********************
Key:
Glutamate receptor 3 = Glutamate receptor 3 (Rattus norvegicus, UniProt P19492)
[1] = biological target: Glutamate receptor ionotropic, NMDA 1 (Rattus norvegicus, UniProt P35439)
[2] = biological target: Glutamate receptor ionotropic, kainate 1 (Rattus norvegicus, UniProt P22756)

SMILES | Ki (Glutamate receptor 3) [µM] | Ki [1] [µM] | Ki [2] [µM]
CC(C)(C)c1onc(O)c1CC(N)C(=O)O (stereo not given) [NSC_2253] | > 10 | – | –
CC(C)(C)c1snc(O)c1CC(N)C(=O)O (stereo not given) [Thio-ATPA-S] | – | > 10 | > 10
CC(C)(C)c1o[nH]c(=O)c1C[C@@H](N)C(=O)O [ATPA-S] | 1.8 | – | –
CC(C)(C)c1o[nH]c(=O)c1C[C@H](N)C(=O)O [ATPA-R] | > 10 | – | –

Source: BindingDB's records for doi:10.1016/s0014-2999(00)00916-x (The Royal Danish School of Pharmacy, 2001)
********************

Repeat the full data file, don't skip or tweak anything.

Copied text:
Key:
Glutamate receptor 3 = Glutamate receptor 3 (Rattus norvegicus, UniProt P19492)
[1] = biological target: Glutamate receptor ionotropic, NMDA 1 (Rattus norvegicus, UniProt P35439)
[2] = biological target: Glutamate receptor ionotropic, kainate 1 (Rattus norvegicus, UniProt P22756)

SMILES | Ki (Glutamate receptor 3) [µM] | Ki [1] [µM] | Ki [2] [µM]
CC(C)(C)c1onc(O)c1CC(N)C(=O)O (stereo not given) [NSC_2253] | > 10 | – | –
CC(C)(C)c1snc(O)c1CC(N)C(=O)O (stereo not given) [Thio-ATPA-S] | – | > 10 | > 10
CC(C)(C)c1o[nH]c(=O)c1C[C@@H](N)C(=O)O [ATPA-S] | 1.8 | – | –
CC(C)(C)c1o[nH]c(=O)c1C[C@H](N)C(=O)O [ATPA-R] | > 10 | – | –

Source: BindingDB's records for doi:10.1016/s0014-2999(00)00916-x (The Royal Danish School of Pharmacy, 2001)